Tram – own charm on the streets of Vienna


Trams are the most frequent form of public transport in Vienna and the tram system dates back to the 1800s.

Vienna’s most important sights can be viewed in total comfort from a tram: The Vienna Ring Tram and the historic streetcars of the Tramway Museum circle Vienna’s Ringstrasse boulevard.

Historic tram

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Every evening, the heritage-listed tram of the Tramway Museum departs on its one-hour tour of the city from the Otto Wagner city railway pavilion on Karlsplatz. A guide on board provides live explanations (in English and occasionally in German) of the sights along the Ringstrasse boulevard and features of Viennese life, such as the traditional coffee house. Many other historic trams are on display in the Remise – Wiener Linien Transport Museum.

The Vienna Tram system

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Viennese trams are easy to spot, being large, unsurprisingly tram-shaped, and decked out in the distinctive red and white of Vienna (with three exceptions: the sightseeing tram, the Manner tram, and the Ströck Christmas tram).

Your pubic transport ticket is valid for all of them (with the same three exceptions, though the Manner tram doesn’t charge anyway).

Just under 30 different tram lines cross the city, whereby most go to and from the city centre (like spokes on a wheel) and fewer go across town.

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Each line draws its power from overhead electric cables and has a number or letter designation (e.g. 9 or D). Most lines run from the early morning until after midnight, with special night (bus) services also operating on selected routes.

During the bulk of the day, intervals between trams are generally 4-8 minutes, and delays are rare. Vienna is geared up for snow, so there have to be serious blizzards to keep the trams off the road.

Using trams

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Vienna recently migrated from the old-style trams (see the picture of the number 2 above) to the new Niederflur trams, though some older trams still operate.

The modern trams are low-lying with raised tram stop platforms, so you can push a pram or wheelchair straight on without going up steps. The new trams also have dedicated areas for those wheelchairs and prams.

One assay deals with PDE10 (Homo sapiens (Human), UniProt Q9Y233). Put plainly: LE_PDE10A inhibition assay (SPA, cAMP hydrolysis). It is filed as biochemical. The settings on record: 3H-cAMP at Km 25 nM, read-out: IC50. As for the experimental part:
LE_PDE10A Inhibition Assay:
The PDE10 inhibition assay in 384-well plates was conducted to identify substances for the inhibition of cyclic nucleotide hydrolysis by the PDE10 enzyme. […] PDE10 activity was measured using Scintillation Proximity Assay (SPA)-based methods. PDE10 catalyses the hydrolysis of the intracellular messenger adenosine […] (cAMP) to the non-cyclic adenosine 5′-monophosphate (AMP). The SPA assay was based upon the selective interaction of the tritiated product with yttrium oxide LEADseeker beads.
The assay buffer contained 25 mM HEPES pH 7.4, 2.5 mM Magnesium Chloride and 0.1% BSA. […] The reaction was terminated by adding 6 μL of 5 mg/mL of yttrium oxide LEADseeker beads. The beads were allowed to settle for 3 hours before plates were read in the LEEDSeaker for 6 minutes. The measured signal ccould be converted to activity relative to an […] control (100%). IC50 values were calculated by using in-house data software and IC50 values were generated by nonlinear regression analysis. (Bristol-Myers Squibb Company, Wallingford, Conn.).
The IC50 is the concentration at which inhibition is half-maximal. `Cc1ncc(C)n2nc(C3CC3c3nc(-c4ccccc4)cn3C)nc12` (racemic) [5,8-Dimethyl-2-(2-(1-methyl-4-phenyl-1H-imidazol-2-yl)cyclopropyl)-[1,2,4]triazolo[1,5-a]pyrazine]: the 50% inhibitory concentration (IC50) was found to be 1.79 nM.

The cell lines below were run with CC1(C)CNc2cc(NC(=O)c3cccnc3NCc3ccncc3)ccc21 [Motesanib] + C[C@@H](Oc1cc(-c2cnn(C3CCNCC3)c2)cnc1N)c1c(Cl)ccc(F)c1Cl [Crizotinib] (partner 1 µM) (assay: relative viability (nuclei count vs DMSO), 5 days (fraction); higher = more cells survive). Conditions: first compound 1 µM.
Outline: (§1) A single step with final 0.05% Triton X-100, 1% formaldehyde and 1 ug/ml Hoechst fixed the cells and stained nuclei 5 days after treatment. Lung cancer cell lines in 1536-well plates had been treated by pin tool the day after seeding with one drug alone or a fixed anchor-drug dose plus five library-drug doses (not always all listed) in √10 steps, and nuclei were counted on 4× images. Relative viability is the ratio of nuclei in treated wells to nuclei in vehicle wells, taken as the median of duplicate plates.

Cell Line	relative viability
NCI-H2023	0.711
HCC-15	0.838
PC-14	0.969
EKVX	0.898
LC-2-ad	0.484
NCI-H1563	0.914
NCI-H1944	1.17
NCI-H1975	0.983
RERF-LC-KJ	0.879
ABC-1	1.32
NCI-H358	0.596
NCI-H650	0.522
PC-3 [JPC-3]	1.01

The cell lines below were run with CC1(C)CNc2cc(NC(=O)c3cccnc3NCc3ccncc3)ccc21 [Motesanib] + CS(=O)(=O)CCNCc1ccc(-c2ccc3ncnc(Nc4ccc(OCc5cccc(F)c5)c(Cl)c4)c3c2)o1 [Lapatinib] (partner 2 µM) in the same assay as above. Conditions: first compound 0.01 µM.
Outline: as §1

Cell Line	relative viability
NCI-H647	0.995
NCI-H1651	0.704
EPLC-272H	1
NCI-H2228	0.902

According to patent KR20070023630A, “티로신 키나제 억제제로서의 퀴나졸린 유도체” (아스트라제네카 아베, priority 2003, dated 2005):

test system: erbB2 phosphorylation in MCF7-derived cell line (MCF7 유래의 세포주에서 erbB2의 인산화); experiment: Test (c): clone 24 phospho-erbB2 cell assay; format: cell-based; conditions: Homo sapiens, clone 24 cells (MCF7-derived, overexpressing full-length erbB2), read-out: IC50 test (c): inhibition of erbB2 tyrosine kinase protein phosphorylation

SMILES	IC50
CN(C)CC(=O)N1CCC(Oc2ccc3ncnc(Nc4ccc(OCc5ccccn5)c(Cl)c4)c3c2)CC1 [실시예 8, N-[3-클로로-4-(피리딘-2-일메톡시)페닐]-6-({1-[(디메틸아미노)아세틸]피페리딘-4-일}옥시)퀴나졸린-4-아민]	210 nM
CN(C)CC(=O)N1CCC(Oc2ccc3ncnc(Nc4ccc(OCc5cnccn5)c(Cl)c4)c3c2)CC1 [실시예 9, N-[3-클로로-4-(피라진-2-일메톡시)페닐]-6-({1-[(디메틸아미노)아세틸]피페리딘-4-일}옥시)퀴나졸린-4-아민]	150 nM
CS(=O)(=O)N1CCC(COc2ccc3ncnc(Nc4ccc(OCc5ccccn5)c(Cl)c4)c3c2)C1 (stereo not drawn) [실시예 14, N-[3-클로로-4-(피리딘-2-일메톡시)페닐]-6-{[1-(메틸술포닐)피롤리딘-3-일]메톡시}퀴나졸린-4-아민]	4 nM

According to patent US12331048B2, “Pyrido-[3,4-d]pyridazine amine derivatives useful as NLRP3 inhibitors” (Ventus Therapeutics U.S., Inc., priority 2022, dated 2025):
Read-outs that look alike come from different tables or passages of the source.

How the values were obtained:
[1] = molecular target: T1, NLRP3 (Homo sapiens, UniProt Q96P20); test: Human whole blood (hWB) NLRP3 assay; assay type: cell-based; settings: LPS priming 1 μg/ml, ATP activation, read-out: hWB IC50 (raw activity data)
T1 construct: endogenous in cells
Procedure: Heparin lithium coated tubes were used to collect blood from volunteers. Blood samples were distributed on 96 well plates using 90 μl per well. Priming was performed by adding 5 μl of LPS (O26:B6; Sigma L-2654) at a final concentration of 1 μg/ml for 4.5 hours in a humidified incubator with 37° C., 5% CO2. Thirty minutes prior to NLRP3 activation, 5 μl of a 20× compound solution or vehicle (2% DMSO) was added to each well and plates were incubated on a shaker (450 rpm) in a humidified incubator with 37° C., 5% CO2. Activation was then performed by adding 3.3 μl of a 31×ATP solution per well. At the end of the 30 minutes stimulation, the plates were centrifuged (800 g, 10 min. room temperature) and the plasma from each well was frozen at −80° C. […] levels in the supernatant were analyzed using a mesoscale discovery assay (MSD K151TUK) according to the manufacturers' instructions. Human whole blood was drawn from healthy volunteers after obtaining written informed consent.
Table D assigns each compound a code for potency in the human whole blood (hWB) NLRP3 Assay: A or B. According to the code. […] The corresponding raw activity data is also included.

If you’re interested in old-timer transport vehicles, then I recommend you visit the city’s Transport Museum.

There are no special rules of the road for using a tram, but here a couple of tips:

Seats marked with colored symbols for the old, the handicapped, pregnant women or parents with young kids should be kept free for the same. You can sit there, but you should (obviously) move as soon as someone fitting the above descriptions gets on board and needs your seat

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The same goes for those areas marked for wheelchair users or prams. You can occupy the space, but be prepared to move if needed
As you approach your stop, you should press the exit button on any door to warn the driver

In reality, there’s nearly always someone waiting so the tram will almost certainly stop anyway, but you need to press the button to get the door to actually open when the tram eventually comes to a standstill.

Similarly, if you’re waiting at a tram stop and the tram arrives but nobody gets off at the door nearest you, then press the button on the outside to board

Older trams have a list of stops displayed somewhere on board. Newer ones have screens telling you which stops are coming up. The next stop is normally announced over a loudspeaker, too.



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